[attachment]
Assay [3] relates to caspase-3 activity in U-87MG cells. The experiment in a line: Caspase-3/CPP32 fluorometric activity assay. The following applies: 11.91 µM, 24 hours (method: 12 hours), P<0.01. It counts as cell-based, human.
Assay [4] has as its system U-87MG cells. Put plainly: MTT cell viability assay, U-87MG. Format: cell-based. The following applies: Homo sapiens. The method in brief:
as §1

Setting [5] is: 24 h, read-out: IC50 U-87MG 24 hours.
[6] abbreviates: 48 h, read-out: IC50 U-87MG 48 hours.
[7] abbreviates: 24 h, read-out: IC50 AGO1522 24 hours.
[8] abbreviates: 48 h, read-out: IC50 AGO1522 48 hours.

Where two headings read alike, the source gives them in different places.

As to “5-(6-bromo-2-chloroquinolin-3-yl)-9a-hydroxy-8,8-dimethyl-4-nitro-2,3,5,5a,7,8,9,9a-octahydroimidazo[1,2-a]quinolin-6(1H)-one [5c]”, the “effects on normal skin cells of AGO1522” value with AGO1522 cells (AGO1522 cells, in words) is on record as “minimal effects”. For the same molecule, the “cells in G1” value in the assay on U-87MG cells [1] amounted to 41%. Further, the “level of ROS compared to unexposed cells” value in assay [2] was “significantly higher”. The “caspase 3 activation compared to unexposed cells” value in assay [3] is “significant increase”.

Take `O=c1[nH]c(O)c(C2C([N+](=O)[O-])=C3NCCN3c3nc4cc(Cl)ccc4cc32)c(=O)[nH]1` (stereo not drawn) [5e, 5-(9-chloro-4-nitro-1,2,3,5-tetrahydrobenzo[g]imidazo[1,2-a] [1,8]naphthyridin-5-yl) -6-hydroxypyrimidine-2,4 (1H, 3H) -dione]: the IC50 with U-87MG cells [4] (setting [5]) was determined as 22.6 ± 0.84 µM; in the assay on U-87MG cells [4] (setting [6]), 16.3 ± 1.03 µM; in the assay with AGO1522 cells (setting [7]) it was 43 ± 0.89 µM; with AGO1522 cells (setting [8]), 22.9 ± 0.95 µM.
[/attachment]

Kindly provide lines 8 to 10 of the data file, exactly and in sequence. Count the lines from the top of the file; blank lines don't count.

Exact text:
Where two headings read alike, the source gives them in different places.

As to “5-(6-bromo-2-chloroquinolin-3-yl)-9a-hydroxy-8,8-dimethyl-4-nitro-2,3,5,5a,7,8,9,9a-octahydroimidazo[1,2-a]quinolin-6(1H)-one [5c]”, the “effects on normal skin cells of AGO1522” value with AGO1522 cells (AGO1522 cells, in words) is on record as “minimal effects”. For the same molecule, the “cells in G1” value in the assay on U-87MG cells [1] amounted to 41%. Further, the “level of ROS compared to unexposed cells” value in assay [2] was “significantly higher”. The “caspase 3 activation compared to unexposed cells” value in assay [3] is “significant increase”.

Take `O=c1[nH]c(O)c(C2C([N+](=O)[O-])=C3NCCN3c3nc4cc(Cl)ccc4cc32)c(=O)[nH]1` (stereo not drawn) [5e, 5-(9-chloro-4-nitro-1,2,3,5-tetrahydrobenzo[g]imidazo[1,2-a] [1,8]naphthyridin-5-yl) -6-hydroxypyrimidine-2,4 (1H, 3H) -dione]: the IC50 with U-87MG cells [4] (setting [5]) was determined as 22.6 ± 0.84 µM; in the assay on U-87MG cells [4] (setting [6]), 16.3 ± 1.03 µM; in the assay with AGO1522 cells (setting [7]) it was 43 ± 0.89 µM; with AGO1522 cells (setting [8]), 22.9 ± 0.95 µM.